The replacement of the emergency department (ED) at Our Lady’s Hospital, Navan, with a 24-hour medical assessment unit (MAU) is “completely coherent” with the model of care for the National Clinical Programme for Emergency Medicine, according to the programme’s Clinical Lead Dr Gerry McCarthy.
The plan to establish the MAU was announced by the HSE on 13 June. However, the following day, Minister for Health Stephen Donnelly said no decision on the future of the ED had been made.
The HSE said the MAU would see approximately 80 per cent of the 25-30 patients who currently attend the hospital’s ED each day.
Where appropriate, patients would be triaged to Our Lady of Lourdes (OLOL) Hospital, Drogheda, and Connolly Hospital, Blanchardstown.
Dr McCarthy acknowledged to the Medical Independent (MI) the reaction to the HSE’s plan had been “tumultuous”.
“People are very wedded to their emergency department. People feel reassured that it’s immediately available,” he said.
There were two broad themes to the model of care, Dr McCarthy told MI.
“One is the recommendation to optimise the quality internal patient flow within emergency departments…. And the other broad brush is how should emergency departments support each other… in the form of what we would call an emergency care network.”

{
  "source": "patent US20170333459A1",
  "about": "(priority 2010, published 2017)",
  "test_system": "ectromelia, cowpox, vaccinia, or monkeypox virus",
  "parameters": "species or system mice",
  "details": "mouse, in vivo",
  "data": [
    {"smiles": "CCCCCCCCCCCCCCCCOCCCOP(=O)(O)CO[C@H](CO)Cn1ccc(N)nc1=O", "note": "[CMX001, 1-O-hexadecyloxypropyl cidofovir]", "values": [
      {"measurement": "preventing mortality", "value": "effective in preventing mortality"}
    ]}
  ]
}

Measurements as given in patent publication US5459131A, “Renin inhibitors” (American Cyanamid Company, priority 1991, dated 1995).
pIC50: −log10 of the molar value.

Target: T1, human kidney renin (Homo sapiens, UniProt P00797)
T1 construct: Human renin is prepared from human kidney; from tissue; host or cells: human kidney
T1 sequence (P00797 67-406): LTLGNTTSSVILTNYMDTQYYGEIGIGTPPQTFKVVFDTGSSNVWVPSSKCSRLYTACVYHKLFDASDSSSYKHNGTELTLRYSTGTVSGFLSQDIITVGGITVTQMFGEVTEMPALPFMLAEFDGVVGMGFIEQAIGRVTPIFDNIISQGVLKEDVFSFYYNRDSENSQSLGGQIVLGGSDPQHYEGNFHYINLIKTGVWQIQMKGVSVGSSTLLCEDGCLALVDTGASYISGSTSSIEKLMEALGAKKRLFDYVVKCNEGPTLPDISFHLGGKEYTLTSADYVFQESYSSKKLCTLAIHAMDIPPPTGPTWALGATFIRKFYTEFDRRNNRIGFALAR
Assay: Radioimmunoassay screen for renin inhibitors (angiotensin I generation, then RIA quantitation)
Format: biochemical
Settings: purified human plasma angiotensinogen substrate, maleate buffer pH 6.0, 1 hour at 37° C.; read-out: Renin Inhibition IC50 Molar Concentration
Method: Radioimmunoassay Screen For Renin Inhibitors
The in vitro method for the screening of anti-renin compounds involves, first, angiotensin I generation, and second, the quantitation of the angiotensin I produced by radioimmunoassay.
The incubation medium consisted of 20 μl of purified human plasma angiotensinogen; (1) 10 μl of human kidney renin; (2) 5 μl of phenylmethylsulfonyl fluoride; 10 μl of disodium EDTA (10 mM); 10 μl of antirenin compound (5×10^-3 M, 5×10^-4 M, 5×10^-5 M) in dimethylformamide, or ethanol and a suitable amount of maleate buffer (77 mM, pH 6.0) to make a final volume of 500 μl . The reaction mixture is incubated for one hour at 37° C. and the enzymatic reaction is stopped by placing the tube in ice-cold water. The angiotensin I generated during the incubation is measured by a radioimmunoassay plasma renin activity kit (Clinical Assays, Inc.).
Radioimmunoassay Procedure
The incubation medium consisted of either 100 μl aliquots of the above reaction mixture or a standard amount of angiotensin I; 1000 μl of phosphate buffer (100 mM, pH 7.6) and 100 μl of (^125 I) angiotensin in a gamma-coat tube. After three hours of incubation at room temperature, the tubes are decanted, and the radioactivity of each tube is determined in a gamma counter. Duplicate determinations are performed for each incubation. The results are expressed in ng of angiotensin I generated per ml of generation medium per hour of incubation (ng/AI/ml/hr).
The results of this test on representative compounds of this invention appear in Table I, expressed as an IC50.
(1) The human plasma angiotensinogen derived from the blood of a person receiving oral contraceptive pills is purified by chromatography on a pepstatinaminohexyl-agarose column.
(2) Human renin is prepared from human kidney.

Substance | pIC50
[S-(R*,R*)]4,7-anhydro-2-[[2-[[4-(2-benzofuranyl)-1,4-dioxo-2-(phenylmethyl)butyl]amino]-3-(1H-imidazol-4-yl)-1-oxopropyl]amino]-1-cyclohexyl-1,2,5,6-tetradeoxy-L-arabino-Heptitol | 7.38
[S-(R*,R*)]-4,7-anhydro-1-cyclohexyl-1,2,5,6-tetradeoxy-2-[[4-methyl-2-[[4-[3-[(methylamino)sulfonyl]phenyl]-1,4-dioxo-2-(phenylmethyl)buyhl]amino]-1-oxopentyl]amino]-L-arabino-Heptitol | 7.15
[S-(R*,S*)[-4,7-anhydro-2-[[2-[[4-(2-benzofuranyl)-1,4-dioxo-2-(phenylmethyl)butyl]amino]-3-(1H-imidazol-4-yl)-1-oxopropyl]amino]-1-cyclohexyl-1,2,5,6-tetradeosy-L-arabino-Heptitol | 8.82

Emergency care networks (ECNs) consist of several collaborating emergency units, closely aligned with local pre-hospital services and primary care services, according to the model of care.
The on-site elements of the ECNs comprise of emergency departments, local emergency care units (such as MAUs), and local injury units.
It is vital for emergency departments and lower triage units, such as MAUs and injury units, to form linkages, according to Dr McCarthy.
“Ensuring that we pick out the most seriously ill and the most seriously injured at the earliest stage in their care journey is really the holy grail for us. Trying to make sure that the right patient gets to the right place at the right time.”
As well as current risks associated with the Navan ED, Dr McCarthy also acknowledged the capacity risk in the OLOL and Connolly Hospital EDs.
“There are two risks here: One is the wrong patient arriving in the wrong place, whose needs are clearly too complex and immediate to be dealt with in that place. That’s the concern in Navan,” he said. “The risk in Lourdes ED and Connolly ED is the risk of crowding.”
A working group has been established by the HSE to review the reconfiguration plans for Navan hospital. It is expected to issue its recommendations within weeks.